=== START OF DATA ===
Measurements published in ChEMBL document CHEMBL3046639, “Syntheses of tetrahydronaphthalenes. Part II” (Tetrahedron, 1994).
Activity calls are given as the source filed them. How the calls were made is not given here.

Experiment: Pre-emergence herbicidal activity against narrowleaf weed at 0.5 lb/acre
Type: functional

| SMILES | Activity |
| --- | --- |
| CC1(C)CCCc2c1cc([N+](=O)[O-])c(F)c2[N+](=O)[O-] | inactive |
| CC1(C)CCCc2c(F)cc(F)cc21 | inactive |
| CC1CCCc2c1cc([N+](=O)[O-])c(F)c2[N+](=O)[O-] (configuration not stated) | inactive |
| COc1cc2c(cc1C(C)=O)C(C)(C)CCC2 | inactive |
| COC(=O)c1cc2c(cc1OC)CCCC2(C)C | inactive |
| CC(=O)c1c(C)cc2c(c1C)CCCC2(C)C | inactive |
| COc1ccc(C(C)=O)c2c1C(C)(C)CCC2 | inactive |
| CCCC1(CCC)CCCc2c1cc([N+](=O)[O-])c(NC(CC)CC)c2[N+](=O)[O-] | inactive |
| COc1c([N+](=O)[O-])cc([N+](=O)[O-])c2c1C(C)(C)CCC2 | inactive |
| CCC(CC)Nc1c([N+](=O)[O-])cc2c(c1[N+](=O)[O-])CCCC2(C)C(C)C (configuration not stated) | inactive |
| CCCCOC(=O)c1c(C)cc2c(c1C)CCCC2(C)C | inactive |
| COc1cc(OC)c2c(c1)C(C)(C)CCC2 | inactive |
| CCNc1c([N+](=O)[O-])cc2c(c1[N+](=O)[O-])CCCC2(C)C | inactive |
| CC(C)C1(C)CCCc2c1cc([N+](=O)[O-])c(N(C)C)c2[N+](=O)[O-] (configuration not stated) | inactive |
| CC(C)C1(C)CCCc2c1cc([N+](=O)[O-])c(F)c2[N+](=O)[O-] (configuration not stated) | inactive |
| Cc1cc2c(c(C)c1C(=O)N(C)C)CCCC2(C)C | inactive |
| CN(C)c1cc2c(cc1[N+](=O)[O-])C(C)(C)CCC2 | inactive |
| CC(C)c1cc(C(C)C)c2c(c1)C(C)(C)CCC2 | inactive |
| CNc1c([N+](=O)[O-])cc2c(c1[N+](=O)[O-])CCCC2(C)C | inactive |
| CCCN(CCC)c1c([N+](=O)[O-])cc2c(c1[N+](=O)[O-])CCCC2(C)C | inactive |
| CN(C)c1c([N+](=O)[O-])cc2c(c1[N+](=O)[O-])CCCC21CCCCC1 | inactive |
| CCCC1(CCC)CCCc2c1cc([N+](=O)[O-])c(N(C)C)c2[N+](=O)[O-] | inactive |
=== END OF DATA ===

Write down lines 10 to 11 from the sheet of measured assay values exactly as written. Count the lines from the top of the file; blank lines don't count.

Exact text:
| COc1cc2c(cc1C(C)=O)C(C)(C)CCC2 | inactive |
| COC(=O)c1cc2c(cc1OC)CCCC2(C)C | inactive |